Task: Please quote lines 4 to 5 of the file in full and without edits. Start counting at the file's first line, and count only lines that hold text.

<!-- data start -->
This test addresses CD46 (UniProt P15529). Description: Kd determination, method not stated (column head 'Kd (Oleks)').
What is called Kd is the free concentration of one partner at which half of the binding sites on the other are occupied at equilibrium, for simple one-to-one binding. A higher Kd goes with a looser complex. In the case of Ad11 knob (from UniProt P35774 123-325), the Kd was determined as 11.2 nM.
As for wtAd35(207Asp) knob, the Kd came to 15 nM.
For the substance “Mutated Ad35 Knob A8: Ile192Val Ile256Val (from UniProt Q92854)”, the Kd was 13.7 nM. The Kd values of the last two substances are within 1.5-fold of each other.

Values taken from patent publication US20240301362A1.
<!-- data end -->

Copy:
For the substance “Mutated Ad35 Knob A8: Ile192Val Ile256Val (from UniProt Q92854)”, the Kd was 13.7 nM. The Kd values of the last two substances are within 1.5-fold of each other.

Values taken from patent publication US20240301362A1.